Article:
CHARLOTTE – After getting laid off for the second time in three months, Carla Lytle bought a bottle of champagne, headed to a friend’s house and celebrated a new beginning.
After all, the income she was making as an early education teacher didn’t fit with the type of lifestyle she envisioned for herself. She often caught herself buying school supplies for her students, leaving her personal budget very lean. She started selling AVON products to make ends meet.
“The literal reason that got me into AVON is I wanted to buy name-brand cereal,” Lytle said. “That was the goal.”
One week after losing that second job amid a national recession, Lytle went into AVON’s annual convention in Las Vegas with a bigger goal – learning how to make as much selling products as she did teaching.
Hearing the success stories of the company’s top sellers, she thought, “If they can do it, so can I.”
She returned from the convention with a plan and ready to work. Within a year, she had supplanted her teaching salary.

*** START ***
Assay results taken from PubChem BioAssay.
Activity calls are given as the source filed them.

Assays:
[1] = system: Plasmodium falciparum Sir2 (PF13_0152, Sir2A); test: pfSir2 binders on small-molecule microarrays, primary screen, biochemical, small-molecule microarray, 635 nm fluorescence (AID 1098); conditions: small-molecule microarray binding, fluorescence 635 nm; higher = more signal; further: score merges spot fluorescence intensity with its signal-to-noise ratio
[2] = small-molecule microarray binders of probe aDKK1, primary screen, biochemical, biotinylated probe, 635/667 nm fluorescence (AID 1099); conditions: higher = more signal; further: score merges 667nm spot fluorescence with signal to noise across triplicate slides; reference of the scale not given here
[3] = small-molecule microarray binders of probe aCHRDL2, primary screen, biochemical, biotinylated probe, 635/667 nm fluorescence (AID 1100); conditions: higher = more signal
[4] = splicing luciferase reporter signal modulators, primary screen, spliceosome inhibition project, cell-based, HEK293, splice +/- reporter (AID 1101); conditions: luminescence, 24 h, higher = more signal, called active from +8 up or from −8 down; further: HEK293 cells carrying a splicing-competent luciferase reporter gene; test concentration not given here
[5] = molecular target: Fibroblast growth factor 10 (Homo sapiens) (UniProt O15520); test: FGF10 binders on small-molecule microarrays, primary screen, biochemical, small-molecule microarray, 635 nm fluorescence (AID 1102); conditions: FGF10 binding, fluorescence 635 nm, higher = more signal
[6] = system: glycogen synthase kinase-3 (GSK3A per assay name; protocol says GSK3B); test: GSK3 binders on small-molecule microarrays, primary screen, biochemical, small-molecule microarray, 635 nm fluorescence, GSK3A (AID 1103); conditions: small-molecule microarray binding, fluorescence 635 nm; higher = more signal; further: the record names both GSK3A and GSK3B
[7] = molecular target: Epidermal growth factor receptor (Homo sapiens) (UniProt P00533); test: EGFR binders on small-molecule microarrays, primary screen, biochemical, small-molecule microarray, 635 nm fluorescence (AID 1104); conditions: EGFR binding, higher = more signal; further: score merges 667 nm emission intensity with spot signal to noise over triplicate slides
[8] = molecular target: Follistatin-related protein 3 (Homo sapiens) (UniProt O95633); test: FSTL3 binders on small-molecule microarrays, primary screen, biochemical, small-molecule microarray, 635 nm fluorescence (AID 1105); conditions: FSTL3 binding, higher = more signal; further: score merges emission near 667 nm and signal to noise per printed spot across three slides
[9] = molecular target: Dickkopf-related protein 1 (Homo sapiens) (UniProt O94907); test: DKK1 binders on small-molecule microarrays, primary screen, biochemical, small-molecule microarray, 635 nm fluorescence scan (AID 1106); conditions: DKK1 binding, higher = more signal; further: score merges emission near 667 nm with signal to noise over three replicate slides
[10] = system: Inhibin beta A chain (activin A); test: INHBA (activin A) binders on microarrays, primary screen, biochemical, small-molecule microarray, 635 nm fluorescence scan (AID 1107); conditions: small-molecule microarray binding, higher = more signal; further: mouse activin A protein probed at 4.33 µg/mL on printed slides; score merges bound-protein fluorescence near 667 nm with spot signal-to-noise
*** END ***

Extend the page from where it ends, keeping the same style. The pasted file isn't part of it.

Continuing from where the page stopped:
Seven years later, she’s making four times that amount.
AVON bills itself as “the company for women.” David McConnell founded the company in 1886 after realizing women loved the free samples that came with the books he sold. He recruited them to sell his perfume.
Over time, AVON has grown to offer skin care, jewelry and fashion.
One of the reasons Lytle stuck with AVON was because of its support system. Whether you make $5 or $5 million, Lytle said, teammates are supportive and help you accomplish your dreams.
“I have an incredible lifestyle,” Lytle said. “Not only that, but I get to help other people look better, feel better, earn money from home to support those children I used to teach.”